As the S&P 500 Index falls, the USD rallies and as the S&P 500 Index recovers, the USD sells off. This is due to Risk On-Risk Off (RORO) behaviour rather than a USD bull or bear market, in the opinion of economists at HSBC, who believes the aussie and the kiwi will perform well thanks to its fiscal advantage.
“G10 currencies have behaved exactly as ‘Risk On-Risk Off’ (RORO) suggests: Risk-on currencies have recovered significant losses against the USD in the risk-on period, but they depreciate against the USD in the risk-off period. In our view, this is simply RORO playing out, rather than an idiosyncratic USD bull or bear market.”
“From the start of the year to its year-to-date low on 23 March, the S&P 500 Index fell c1,000 points amid the COVID-19 pandemic and market turmoil. This was the result of acute risk-off sentiment across financial markets, and FX was no exception to this phenomenon. We subsequently saw G10 FX behave in classic RORO fashion, with risk-on currencies (such as the AUD and NZD) depreciating markedly against the USD, and risk-off currencies (such as the CHF and JPY) less so.”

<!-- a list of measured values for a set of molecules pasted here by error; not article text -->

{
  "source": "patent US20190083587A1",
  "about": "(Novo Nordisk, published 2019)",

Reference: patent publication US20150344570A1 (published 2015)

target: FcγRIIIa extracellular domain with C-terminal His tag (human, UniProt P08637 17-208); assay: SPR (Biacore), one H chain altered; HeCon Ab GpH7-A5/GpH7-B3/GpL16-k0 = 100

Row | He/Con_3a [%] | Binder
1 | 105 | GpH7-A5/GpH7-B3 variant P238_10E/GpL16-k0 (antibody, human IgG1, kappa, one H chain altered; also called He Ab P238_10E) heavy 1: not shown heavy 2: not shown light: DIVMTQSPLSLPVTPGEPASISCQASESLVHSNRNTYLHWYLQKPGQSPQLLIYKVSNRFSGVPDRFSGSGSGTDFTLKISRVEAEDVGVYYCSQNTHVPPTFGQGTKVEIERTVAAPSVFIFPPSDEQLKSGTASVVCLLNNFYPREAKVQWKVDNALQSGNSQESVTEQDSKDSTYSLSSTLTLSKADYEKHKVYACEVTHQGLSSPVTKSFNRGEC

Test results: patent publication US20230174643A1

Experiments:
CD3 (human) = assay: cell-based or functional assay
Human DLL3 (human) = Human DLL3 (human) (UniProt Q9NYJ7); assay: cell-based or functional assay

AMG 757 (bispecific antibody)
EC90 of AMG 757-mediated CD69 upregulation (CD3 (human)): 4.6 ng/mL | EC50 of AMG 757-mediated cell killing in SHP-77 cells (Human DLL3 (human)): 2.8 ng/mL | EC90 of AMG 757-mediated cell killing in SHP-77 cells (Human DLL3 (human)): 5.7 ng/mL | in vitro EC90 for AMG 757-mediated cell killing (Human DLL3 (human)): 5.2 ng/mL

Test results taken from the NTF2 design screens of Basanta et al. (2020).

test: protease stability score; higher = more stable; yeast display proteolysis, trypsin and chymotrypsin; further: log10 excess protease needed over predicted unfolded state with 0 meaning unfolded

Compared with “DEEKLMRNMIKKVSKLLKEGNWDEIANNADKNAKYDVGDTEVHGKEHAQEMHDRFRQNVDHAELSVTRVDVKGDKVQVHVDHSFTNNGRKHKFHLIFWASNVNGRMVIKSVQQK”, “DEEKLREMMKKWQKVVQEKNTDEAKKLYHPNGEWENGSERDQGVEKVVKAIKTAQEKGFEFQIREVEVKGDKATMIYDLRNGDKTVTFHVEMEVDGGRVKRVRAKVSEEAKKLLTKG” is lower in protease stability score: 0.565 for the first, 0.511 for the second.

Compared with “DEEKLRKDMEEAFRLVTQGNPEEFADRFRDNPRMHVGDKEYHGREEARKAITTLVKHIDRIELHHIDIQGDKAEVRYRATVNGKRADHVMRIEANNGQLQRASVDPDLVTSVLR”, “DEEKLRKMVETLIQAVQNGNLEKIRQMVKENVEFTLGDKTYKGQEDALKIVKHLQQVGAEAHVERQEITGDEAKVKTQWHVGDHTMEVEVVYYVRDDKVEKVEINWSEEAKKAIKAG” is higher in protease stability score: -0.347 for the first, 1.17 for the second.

“The S&P 500 had recovered its losses – c1,000 points of them – when it reached its recent high on 8 June. G10 currencies again behaved in RORO fashion. Risk-on currencies surged against the USD, and the outperformance of the JPY and CHF faded.”
“Those with more fiscal room may see their economies recover faster than those with larger debt overhangs allowing their currencies to outperform. As a result, our preferences in the medium-term remain those currencies where fiscal firepower is less constrained: i.e., the AUD and NZD. Meanwhile, we see downside risks for the EUR, GBP and CAD, given their more challenging debt-to-GDP profiles.”
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